How did I pull it off? A big piece of the puzzle was quieting that Inner Editor that wanted everything to be perfect before I moved on. Here are some Inner Editor–quieting** tactics that worked for me. Maybe they'll work for you!

**Note: “Quiet,” not “kill”—I don’t advocate violence toward your Inner Editor! You need him/her!


When drafting, I try to start each writing session by reading over the last few pages I wrote. Reading—not editing. (Or trying not to…) That puts me in the right headspace to move forward. Not only does knowing where I am help me know what I need to write next, rereading what’s there also lets me jump into the voice and writing style more smoothly than if I just sat down and started hammering away at my keyboard. The more “in” the story I am, the less likely I am to get caught up tinkering on the sentence level.  


Obviously, as you write forward and continue to solidify the plot/characters in your head, you’ll realize that changes need to be made to what you’ve already done. But do you have to make those changes now? Sometimes you do; writing out a new scene to reflect a change can be just what you need to move forward. But in other cases, you can give yourself and your Inner Editor peace of mind by simply going back and adding a note. My early drafts are peppered with comments to deal with later. “Why exactly is she mad at him in this scene?” (I know they have to fight; I’ve written the fight; I’ll figure out the motivation later.) “From this page on, she plays tennis, not soccer.” (I can change all prior mentions of my character being a soccer player in Draft 2.) “Does anyone still use this word?” (My Inner Editor has a friend, the Inner Researcher, who would rather spend hours looking up minutiae online than write the scene with a placeholder.)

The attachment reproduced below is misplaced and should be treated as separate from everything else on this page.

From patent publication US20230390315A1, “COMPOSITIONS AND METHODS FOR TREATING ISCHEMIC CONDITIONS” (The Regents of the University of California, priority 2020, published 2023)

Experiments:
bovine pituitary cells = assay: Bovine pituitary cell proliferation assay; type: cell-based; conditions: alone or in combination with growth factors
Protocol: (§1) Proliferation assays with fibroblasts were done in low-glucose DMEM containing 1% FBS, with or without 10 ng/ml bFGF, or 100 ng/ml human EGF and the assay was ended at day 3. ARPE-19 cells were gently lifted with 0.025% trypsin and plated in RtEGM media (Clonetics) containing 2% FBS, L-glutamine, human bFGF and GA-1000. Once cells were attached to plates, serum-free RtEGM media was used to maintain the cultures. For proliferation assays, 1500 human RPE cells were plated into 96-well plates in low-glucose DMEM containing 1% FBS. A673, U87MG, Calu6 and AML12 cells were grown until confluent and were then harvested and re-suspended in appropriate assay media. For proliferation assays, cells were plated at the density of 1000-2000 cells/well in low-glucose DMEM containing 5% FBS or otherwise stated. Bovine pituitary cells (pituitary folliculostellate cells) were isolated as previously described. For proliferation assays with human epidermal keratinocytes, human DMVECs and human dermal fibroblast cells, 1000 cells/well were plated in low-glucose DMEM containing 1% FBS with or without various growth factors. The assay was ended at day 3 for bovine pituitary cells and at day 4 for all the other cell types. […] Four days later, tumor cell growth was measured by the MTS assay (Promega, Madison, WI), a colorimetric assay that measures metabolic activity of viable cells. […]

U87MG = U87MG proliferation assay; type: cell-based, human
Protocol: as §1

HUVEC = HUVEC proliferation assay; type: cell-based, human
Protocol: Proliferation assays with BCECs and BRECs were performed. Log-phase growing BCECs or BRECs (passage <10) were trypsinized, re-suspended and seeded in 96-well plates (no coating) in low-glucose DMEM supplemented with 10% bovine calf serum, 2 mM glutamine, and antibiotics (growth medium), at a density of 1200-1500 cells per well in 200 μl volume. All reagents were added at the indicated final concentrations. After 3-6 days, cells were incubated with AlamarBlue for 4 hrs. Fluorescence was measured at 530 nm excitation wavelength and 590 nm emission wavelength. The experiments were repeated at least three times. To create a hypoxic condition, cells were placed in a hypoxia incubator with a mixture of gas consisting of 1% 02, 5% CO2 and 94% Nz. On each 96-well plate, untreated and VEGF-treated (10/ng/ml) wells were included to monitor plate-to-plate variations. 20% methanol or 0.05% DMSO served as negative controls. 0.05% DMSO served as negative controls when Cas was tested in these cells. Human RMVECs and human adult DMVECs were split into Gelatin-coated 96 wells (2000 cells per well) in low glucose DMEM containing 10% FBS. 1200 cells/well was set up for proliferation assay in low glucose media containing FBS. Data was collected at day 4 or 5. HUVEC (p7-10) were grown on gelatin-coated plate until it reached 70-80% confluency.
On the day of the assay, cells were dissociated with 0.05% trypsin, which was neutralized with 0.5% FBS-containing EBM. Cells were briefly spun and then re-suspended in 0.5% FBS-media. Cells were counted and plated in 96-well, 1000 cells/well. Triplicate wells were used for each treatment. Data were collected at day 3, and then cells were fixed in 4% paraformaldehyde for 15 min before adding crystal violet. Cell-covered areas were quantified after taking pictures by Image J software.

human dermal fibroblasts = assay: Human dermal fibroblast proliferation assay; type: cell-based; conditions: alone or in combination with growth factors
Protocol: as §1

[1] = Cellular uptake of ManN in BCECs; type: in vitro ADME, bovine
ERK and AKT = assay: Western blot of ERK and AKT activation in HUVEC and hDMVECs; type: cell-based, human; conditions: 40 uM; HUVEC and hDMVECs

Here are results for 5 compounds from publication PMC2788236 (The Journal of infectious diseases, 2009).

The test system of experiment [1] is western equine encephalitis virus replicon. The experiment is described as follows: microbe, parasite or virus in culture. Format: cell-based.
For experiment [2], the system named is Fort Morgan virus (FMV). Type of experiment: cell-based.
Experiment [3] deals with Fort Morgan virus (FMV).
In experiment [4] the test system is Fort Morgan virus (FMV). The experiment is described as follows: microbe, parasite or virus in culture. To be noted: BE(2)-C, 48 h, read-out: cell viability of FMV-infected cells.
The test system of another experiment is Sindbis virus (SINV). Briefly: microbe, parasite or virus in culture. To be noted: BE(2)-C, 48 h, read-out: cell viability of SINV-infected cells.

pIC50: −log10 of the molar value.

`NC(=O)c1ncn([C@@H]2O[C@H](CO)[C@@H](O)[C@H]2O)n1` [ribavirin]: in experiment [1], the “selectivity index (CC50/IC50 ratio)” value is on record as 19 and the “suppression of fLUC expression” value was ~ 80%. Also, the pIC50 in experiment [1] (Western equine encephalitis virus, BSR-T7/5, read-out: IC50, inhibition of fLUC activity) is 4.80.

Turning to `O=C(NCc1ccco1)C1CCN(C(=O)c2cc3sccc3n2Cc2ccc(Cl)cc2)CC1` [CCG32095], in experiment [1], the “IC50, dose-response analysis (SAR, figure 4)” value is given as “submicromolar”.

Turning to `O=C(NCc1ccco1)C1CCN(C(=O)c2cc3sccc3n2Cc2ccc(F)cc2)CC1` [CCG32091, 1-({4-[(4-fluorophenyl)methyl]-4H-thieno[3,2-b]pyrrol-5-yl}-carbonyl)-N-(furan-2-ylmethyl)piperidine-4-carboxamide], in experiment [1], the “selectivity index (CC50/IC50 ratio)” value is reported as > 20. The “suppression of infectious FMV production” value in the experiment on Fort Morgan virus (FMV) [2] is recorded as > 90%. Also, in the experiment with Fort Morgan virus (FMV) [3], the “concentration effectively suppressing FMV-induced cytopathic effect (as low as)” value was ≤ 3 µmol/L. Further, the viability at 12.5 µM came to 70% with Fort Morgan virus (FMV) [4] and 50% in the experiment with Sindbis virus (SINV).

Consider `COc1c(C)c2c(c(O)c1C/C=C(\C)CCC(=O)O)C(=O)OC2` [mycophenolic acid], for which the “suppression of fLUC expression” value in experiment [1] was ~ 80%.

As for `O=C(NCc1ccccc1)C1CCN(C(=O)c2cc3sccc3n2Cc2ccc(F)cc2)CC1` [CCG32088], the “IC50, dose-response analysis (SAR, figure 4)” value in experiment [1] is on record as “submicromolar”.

What I keep telling myself in this phase is, it’s not that I’m ignoring the problems. I’m acknowledging them, jotting down a detailed reminder or question to myself, and then going back to today’s task: writing forward.